The Anime Almanac takes on the issue of the Tokyopop. Since I almost do not follow the manga at all, the article contained one eye-opener for me. I knew about the Tokyopop’s big OEL push. I knew that something was fishy with it when things like Van Von Hunter began to be manufactured from scratch with an “exit strategy” of getting a Tokyopop release. But I thought that it was brought about not by Del Rey’s success, but by Tokyopop execs observing how the market for localized works is bigger than that for exotics. Consider the success of Afro Samurai: Samuel Jackson sold more than twice over Aya Hirano. It was self-evident that the key to leapfrog the competition was to create a similar hybrid (even if Afro Samurai did not exist when Tokyopop searched for their breakout).
However, many fans of Japanese manga do not like OEL titles because they lack those exotic novelties that made Tokyopop huge in that “100% Authentic” revolution.
Psychoanalyse it however you like, but let me tell you, I am outraged every time I see fake manga. The feeling of betrayal is just burning.
Now let me just say that just because a manga is created by a Westerner for a Western audience does not mean that it is a bad comic. The aforementioned Fred Gallagher and Bryan Lee O’Malley both produce two phenomenal series. I’m even planning on writing a post about Scott Pilgrim in the near future because it’s so good. Even looking at Tokyopop’s OEL titles, you will find a fantastic gem called Dramacon by Svetlana Chmakova. These series are light years beyond most Japanese manga, and they should not be overlooked simply because they’re not Japanese.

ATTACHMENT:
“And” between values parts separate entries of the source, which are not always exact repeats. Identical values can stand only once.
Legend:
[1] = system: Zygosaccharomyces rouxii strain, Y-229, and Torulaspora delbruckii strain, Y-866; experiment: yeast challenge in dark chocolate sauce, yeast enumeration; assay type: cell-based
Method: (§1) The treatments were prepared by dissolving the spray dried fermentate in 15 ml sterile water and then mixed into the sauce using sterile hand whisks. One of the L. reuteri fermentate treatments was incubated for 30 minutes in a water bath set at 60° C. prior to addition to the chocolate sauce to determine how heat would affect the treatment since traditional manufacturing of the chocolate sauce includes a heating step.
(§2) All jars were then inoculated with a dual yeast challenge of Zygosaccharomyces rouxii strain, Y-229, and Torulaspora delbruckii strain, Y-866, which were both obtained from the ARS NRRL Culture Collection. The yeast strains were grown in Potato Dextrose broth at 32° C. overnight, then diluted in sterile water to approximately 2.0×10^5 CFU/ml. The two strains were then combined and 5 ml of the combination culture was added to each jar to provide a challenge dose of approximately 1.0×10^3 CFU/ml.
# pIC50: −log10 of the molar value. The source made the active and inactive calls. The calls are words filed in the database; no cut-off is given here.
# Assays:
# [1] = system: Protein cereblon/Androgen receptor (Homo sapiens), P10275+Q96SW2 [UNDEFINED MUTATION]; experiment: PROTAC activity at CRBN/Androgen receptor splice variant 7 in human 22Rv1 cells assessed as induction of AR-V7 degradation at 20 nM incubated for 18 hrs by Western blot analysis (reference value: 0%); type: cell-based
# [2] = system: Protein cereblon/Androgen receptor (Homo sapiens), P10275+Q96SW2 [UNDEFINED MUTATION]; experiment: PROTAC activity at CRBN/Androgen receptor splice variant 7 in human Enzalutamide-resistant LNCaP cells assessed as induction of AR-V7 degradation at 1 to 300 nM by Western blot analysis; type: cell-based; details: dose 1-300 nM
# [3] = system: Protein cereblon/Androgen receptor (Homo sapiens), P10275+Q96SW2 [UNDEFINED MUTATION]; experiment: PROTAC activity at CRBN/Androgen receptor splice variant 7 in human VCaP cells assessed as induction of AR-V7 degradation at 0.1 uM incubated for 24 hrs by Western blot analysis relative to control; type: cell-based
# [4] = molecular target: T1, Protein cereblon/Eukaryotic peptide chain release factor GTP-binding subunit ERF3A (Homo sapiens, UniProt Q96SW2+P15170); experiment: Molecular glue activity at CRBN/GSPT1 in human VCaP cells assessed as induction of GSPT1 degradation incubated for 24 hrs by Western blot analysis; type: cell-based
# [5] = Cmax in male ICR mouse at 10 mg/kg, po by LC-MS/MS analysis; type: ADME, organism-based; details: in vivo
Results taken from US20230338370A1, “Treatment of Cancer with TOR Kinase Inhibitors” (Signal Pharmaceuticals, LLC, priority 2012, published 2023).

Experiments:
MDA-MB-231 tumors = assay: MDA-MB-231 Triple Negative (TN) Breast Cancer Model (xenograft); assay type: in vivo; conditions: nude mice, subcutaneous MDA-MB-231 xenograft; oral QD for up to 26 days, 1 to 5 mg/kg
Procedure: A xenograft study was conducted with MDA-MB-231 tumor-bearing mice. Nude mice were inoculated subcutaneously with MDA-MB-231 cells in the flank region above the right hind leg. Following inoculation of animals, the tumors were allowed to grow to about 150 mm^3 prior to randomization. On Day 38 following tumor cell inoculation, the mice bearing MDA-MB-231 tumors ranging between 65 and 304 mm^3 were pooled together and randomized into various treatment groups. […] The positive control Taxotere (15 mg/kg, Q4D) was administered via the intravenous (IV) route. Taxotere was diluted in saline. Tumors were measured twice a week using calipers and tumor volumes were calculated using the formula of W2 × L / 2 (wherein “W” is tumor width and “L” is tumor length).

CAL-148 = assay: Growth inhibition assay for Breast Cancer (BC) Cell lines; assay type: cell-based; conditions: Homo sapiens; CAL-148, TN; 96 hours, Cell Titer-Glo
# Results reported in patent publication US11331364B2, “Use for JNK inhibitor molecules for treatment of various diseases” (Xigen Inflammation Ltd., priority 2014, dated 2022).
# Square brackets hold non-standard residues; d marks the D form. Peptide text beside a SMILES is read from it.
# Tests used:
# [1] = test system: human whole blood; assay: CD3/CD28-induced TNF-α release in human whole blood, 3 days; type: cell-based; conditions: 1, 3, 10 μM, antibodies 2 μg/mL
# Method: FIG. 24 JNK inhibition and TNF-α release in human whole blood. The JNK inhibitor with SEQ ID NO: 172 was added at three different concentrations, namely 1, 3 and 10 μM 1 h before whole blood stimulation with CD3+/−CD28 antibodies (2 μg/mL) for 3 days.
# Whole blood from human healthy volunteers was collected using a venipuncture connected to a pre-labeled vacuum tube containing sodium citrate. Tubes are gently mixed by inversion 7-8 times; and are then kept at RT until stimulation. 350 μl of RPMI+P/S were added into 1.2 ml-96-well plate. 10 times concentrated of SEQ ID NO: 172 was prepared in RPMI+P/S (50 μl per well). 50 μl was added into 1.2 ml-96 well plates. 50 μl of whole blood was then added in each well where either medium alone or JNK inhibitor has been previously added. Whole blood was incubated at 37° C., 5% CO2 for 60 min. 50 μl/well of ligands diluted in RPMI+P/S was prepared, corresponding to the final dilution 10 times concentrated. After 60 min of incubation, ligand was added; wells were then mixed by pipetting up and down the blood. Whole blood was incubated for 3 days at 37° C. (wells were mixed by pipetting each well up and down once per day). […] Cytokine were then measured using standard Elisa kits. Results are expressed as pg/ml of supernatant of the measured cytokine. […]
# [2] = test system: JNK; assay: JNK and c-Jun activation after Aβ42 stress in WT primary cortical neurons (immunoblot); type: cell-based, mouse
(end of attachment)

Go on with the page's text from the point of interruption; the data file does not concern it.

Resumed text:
See the fallacy? Scott takes the best of OEL and compare it with the average of manga. How about comparing the “most” of OEL with the “most” of manga? Or pit Miss Chmakova against Mr. Azuma?
Apropos Fred Gallagher, it’s hard for me to understand just how he became a celebrity cartoonist. I never liked his strip. Still, he may have a few good ideas:
The company first received some flack when it was revealed that the terms of the contract to their potential Original English Language (OEL) manga artists granted the company fall “moral rights” to the artist’s works. The contract was immediately blasted by Fred Gallagher and Bryan Lee O’Malley, two highly successful OEL creators not on Tokyopop label, which generated an outcry from the community.
The two names mentioned above may not have much weight with me, but Scott Kurtz, who is an authentic American cartoonist, wrote about it twice (notice that he gives credit to Bryan Lee O’Malley for raising the rouble).
BTW, Kurtz tried to valtz with anime a few times. The last one was just embarrassing. Unfortunately, I don’t have a link saved.
UPDATE: Sixten e-mailed with the core question — do we judge by content or creator — only framed against himself:
Would you consider mine and Jason’s project, or any of Hinano’s doujins, as an “outrage” or a “betrayal”?
I’ll tell you what… If you use a fake Japanese pen name, if you produce crap in Inkscape just to milk another OEL crash program, why yes, I will!
Starlight does not pretend to be what it’s not.
He also added the following tidbit:
I think, THINK that part of the deal with OEL manga was that it appealed to people that didn’t even consider manga or comics, period. I am fairly certain that Viz got some OEL manga (which they attached the Shojo Beat label to anyway) into Cosmo Girl, for example.
UPDATE NEXT DAY: We woke Omo. Too much to quote, just read it.
UPDATE in 2013: It is anime now!